employees Between 1984 and 1987 the defendants employees had to wear badges issued by the PUB to gain entry to PUB installations The badge which Richard Kwan was issued with had PUB and the defendants name and Richard Kwan s name and photograph 19 It was not the defendants policy to collect equipment or materials purchased by them The defendants expected the seller to be responsible for safe transportation to the defendants site particularly to the Pulau Seraya site which was on an island 20 There was one occasion in April 1987 when Mr Johnson made arrangements for the purchase of cables from the plaintiffs and the purchase order PB1 pp 12 and 13 was issued by the defendants city office The cables were delivered by the plaintiffs on 30 April 1987 to Jurong Power Station which the defendants had built in 1972 1974 and carried on providing service 21 None of the authorized persons had any knowledge of the purchase orders exh P6 It was only when people from the plaintiffs visited the Pulau Seraya site office on 16 June 1987 that the defendants became aware of the purchase orders exh P6 Exhibit P6 did not bear labels of the defendants Singapore city office 22 Richard Kwan had taken sick leave before 16 June 1987 The matter was reported to the police and Richard Kwan was dismissed Findings of the court 23 The main question to be determined by the court is whether Richard Kwan had the authority to purchase the cables for and on behalf of the defendants 24 The plaintiffs can succeed in their claim only if they can establish either a that Richard Kwan had actual authority to purchase the cables on behalf of the defendants or b that Richard Kwan had apparent or ostensible authority to purchase the cables on behalf of the defendants 25 It is not the plaintiffs case that Richard Kwan had actually been authorized to make the purchases on behalf of the defendants What the plaintiffs contend is that the conduct of the defendants as a whole amounted to a representation that Richard Kwan had the necessary implied or apparent authority to purchase the nine lots of cables on behalf of the defendants It is submitted that the defendants had by their actions and acquiescence represented that Richard Kwan had the authority to purchase the cables on their behalf 26 The evidence adduced by the plaintiffs which they say supports their submissions is as follows a On seven occasions between 19 August 1986 to 5 June 1987 five faxes and two proforma invoices of the plaintiffs price quotations of the cables were sent to the defendants The five faxes were faxed to the defendants site office at Pulau Seraya and the two proforma invoices were mailed to the defendants city office b As no evidence was adduced by the defendants to the contrary the court is entitled to presume that these documents had been received by the defendants in the ordinary course of natural events c These documents were addressed to the defendants for the attention of Richard Kwan They bore the name of the plaintiffs which the defendants knew were suppliers of cables in Singapore and contained details of cables quoted and their prices Upon receipt of these documents the defendants did not at any time object to or deny Richard Kwan s authority to ask for quotations for cables or to purchase these cables By their acquiescence the defendants represented to the plaintiffs that Richard Kwan had the authority to ask for quotations for cables and accordingly the necessary or incidental authority to purchase the cables in relation to the quotations d The plaintiffs after the sale of the first two lots of cables on 28 May 1987 and 30 May 1987 sent to the defendants a statement of account for the period 31 May 1987 exh P7 showing these two sales and the amount owing by the defendants to the plaintiffs for these two sales The defendants on receipt of exh P7 on 5 June 1977 must know that there were two sales of cables to the defendants and that Richard Kwan was involved By not immediately objecting or denying Richard Kwan s authority after receipt of exh P7 the defendants again represented that Richard Kwan in fact had the authority to purchase the cables on their behalf This further induced the plaintiffs to continue to sell more cables to Richard Kwan e Richard Kwan wore a NEI PARSONS badge each time he visited the plaintiffs premises to confirm orders for the cables and to collect the cables On each occasion when he came he drove the defendants van to collect the cables during normal office hours f Richard Kwan was able to bring along the defendants purchase orders and the defendants official rubber stamp in the transactions with the plaintiffs g The defendants had conducted their business such that it was easy for Richard Kwan to leave the defendants office during normal office hours and to have access to the defendants van and rubber stamp and purchase order forms until 15 June 1987 h On 13 June 1987 Jackie Tan made a telephone call to the defendants site office at Pulau Seraya and she was told that Richard Kwan was the person who was in charge of purchase orders i The plaintiffs had made one sale of cables to the defendants in April 1987 The procedure adopted for that sale was similar to the procedure adopted in respect of the nine purchases made by the defendants through Richard Kwan the purchase order number was given by the defendants to the plaintiffs and the cables were delivered on the strength of the said purchase order number It was only at a much later date that the actual purchase order was delivered by the defendants In the previous sale the purchase order number was given by the defendants to the plaintiffs on 8 April 1987 the cables were delivered on 30 April 1987 and the actual purchase order PB1 pp 12 and 13 was only received by the plaintiffs from the defendants on 5 May 1987 27 Diplock LJ in Freeman Lockyer v Buckhurst Park Properties Mangal Ltd stated p 503 An apparent or ostensible authority on the other hand is a legal relationship between the principal and the contractor created by a representation made by the principal to the contractor intended to be and in fact acted upon by the contractor that the agent has authority to enter on behalf of the principal into a contract of a kind within the scope of the apparent authority so as to render the principal liable to perform any obligations imposed upon him by such contract To the relationship so created the agent is a stranger He need not be although he generally is aware of the existence of the representation but he must not purport to make the agreement as principal himself The representation when acted upon by the contractor by entering into a contract with the agent operates as an estoppel preventing the principal from asserting that he is not bound by the contract It is irrelevant whether the agent had actual authority to enter into the contract In ordinary business dealings the contractor at the time of entering into the contract can in the nature of things hardly ever rely on the actual authority of the agent His information as to the authority must be derived either from the principal or from the agent or from both for they alone know what the agent s actual authority is All that the contractor can know is what they tell him which may or may not be true In the ultimate analysis he relies either upon the representation of the principal that is apparent authority or upon the representation of the agent that is warranty of authority The representation which creates apparent authority may take a variety of forms of which the commonest is representation by conduct that is by permitting the agent to act in some way in the conduct of the principal s business with other persons By so doing the principal represents to anyone who becomes aware that the agent is so acting that the agent has authority to enter on behalf of the principal into contracts with other persons of the kind which an agent so acting in the conduct of his principal s business has usually actual authority to enter into 28 In Ebeed v Soplex Wholesale Supplies Ltd the Court of Appeal held that in determining whether a principal had represented that his agent had authority to enter into a particular transaction the court had to consider the totality of the principal s conduct It was not right for the court to restrict its inquiries to an assessment of what was the normal or usual authority of the particular type of agent in question although this undoubtedly would be a relevant factor and on occasions it may be the only evidence available for determining the agent s apparent authority 29 Browne Wilkinson LJ in his judgment said p 411 It is important to bear in mind that the doctrine of holding out is a form of estoppel As such the starting point is that the principal must be shown to have made a representation which the third party could and did reasonably rely on that the agent had the necessary authority The relevant inquiry therefore in all cases is whether the acts of the principal constitute a representation that the agent had a particular authority and were reasonably so understood by the third party This requires the court to consider the principal s conduct as a whole In many cases the holding out or representation by the company consists solely of the fact that the company has invested the agent with a particular office eg managing director or secretary For example in a case such as British Bank of the Middle East v Sun Life Assurance Co of Canada UK Ltd 1983 2 Lloyd s Rep 9 1983 BCLC 73 the only holding out by the defendants to the third party was to invest someone with the title branch manager which enabled him so to describe himself in correspondence relied on by the third party in such a case the only representation which the third party can reasonably rely on is the representation that that person has the powers normally or usually enjoyed by a branch manager Therefore in such a case the only relevant inquiry is as to the powers normally enjoyed by branch managers in general But where as in the present case the holding out is alleged to consist of a course of conduct wider than merely describing the agent as holding a particular office although the authority normally found in the holder of such an office is very material it must be looked at as part and parcel of the whole course of the principal s conduct in order to decide whether the totality of the principal s actions constitute a holding out of the agent as possessing the necessary authority I therefore cannot accept either of the ways in which counsel for Refson put his case It is not right in this case simply to inquire what is the normal authority of documentary credit managers in general Nor is it right to start by seeking to establish the normal authority of documentary credit managers in general and then looking to see whether there are any additional factors which alter the position The only correct approach is the one adopted by the judge which is to consider the whole of Refson s conduct to determine whether it amounted to a holding out by Refson of Mr Booth as having the necessary authority 30 In the present case there was never any representation by the defendants to the plaintiffs as regards the authority of Richard Kwan Prior to 16 June 1987 the plaintiffs were told that Richard Kwan was an engineer employed by the defendants only by Richard Kwan himself The plaintiffs cannot rely on the representation of Richard Kwan as to his actual authority per Diplock LJ in Freeman Lockyer v Buckhurst Park Properties Mangal Ltd at p 505 31 In any case even if the defendants had represented to the plaintiffs before any of the purchases were made by Richard Kwan that Richard Kwan was their engineer the plaintiffs could only succeed if they can establish that the purchases made by Richard Kwan were within the scope of authority of an engineer The mere representation by the defendants that Richard Kwan was their engineer did not of itself amount to a representation that Richard Kwan had authority to make the purchases on behalf of the defendants per Diplock LJ in Freeman Lockyer v Buckhurst Park Properties Mangal Ltd at p 508 32 It is clear from the evidence adduced by the plaintiffs that Jackie Tan and Low Lean Siew relied on the position held by Richard Kwan in the defendants and had considered that the position of engineer carried with it the authority to make the purchases which Richard Kwan purportedly made on behalf of the defendants 33 It is for the plaintiffs to establish that the purchases made by Richard Kwan were within the scope of authority of an engineer see Kreditbank Cassel v Schenkers GmbH v Schenkers This the plaintiffs have failed to do 34 The duties normally associated with an engineer do not include the purchase of materials or goods although an engineer may advise on the type of materials required The decision to purchase from suppliers and the price to be paid are matters within the scope of the duties of the manager or other persons specially authorized by the management of the company 35 The plaintiffs cannot establish the authority of engineers to make purchases on behalf of their employers by merely relying on the evidence of Jackie Tan and Low Lean Siew that engineers were known to them to make purchases from the plaintiffs nor was their evidence sufficient to establish that engineers have by customs and usages in Singapore implied authority to make purchases of materials or goods on behalf of their employers 36 Richard Kwan was employed by the defendants as a making alive engineer His duties were to check the completeness and safety of the equipment before making it alive by switching on power to the equipment He was not involved in the design or construction of electrical devices Clearly it was no part of his duty to purchase materials or goods on behalf of the defendants or even advise the defendants on the type of materials required 37 I now come to deal with the other matters relied on by the plaintiffs Do they constitute a representation by the defendants that Richard Kwan had authority to make the purchases on behalf of the defendants 38 The plaintiffs cannot assume from the absence of any response from the defendants to their faxes and proforma invoices that Richard Kwan had authority to purchase or transact business for the defendants The most the plaintiffs can assume was that Richard Kwan had been requested by the management of the defendants to obtain price quotations The authority to request for price quotations cannot be construed as authority to make purchases or a representation of authority to make purchases The task of making enquiries or obtaining quotations is commonly assigned to very junior employees 39 Neither a badge which identifies a person as an employee of a company nor the use of the company s vehicle can conceivably be understood as a representation that that person has authority to conclude contracts or make purchases on behalf of the company If the plaintiffs are right then any employee can bind the company by wearing the company s badge and using the company s vehicle The wearing of a company s badge and the use of the company s vehicle are common everyday occurrences 40 The fact that Richard Kwan made use of the defendants purchase order forms and rubber stamp cannot be a representation unless the defendants knew and allowed Richard Kwan to use them This has not been established by the evidence adduced In fact the evidence was that it was not part of Richard Kwan s duty to keep the purchase order forms and he was not issued with the defendants rubber stamp 41 Even if the defendants purchase order forms and rubber stamp were kept by Richard Kwan that would not amount to a representation or holding out that Richard Kwan had the authority to use them and bind the defendants It cannot be said that it was wrong of the defendants to let Richard Kwan keep the rubber stamp see The Mayor Constables Company of Merchants of the Staple of England v The Governor Company of the Bank of England at p 167 There is no reason why purchase order forms should be treated differently from other stationery bearing a company s letterhead Both purchase order forms and stationery bearing the company s letterhead are capable of being used to order goods when properly completed or typed up In fact stationery bearing the company s letterhead are capable of serving other important functions when they are typed up Yet these documents and the company s rubber stamp are commonly kept by clerical or secretarial staff and are used everyday It cannot be that those clerical or secretarial staff could bind the company if they made use of the purchase order forms or the stationery bearing the company s letterhead and the rubber stamp 42 The fact that a company may have allowed its employee to retain possession of documents which would enable the employee to perpetrate or which would facilitate the perpetration of a fraud on a third party does not entitle the third party to claim against the company see Farquharson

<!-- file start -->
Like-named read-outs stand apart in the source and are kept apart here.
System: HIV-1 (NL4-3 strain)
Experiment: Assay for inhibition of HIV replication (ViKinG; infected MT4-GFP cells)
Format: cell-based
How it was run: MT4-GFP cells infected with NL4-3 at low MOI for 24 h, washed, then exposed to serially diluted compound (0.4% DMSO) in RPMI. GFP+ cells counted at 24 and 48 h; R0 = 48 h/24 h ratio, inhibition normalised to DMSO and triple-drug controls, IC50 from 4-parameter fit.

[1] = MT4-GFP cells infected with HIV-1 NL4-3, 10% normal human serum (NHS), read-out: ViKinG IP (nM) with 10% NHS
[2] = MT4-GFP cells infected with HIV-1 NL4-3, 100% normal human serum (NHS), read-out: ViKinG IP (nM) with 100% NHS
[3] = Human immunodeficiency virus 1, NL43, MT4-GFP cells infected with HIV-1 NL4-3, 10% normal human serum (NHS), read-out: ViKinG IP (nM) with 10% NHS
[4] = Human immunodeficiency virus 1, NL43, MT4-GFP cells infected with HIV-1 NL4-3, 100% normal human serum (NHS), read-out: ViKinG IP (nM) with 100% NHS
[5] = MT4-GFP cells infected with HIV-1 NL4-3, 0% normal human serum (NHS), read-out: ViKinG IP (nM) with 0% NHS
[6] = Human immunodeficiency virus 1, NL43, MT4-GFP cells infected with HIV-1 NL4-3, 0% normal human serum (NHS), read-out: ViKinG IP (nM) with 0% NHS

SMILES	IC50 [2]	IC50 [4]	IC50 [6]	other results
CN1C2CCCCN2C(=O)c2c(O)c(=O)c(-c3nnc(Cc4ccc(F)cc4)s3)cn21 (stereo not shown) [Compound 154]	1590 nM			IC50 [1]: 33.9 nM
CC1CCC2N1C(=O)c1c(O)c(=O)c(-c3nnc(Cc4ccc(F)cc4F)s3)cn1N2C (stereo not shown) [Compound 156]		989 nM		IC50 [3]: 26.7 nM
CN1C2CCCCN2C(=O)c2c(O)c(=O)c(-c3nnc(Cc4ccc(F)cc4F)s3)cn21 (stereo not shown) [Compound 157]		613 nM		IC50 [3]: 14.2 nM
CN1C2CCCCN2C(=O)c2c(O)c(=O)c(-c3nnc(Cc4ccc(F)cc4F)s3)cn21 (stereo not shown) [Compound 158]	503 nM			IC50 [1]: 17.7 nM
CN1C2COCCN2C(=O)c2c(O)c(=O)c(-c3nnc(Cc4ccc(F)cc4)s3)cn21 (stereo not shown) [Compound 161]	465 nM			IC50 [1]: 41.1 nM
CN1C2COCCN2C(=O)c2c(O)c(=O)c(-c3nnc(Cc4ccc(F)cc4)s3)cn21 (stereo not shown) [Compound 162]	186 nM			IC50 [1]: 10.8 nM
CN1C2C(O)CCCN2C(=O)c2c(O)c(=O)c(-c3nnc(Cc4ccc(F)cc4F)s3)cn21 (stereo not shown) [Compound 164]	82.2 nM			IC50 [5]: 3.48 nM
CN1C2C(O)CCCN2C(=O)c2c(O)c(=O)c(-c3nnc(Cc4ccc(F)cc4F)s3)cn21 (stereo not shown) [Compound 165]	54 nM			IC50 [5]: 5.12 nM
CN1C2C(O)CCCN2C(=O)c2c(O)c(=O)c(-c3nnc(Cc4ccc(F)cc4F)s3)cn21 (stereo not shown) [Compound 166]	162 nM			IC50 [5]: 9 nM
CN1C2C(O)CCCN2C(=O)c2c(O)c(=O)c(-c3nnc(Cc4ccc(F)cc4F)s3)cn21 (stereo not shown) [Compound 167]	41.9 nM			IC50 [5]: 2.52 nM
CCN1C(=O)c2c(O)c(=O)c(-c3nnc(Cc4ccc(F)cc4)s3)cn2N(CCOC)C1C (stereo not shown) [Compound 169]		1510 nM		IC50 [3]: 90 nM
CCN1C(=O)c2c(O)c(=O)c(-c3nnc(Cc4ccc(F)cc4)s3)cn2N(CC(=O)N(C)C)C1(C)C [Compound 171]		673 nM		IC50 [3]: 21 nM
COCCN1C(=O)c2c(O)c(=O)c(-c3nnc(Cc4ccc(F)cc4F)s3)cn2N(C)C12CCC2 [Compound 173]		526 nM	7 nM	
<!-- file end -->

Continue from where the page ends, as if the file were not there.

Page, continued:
Original URL path: http://www.singaporelaw.sg/sglaw/laws-of-singapore/case-law/cases-in-articles/agency/1438-sigma-cable-co-pte-ltd-v-nei-parsons-ltd-1992-2-slr-1087-1992-sghc-196 (2016-01-30)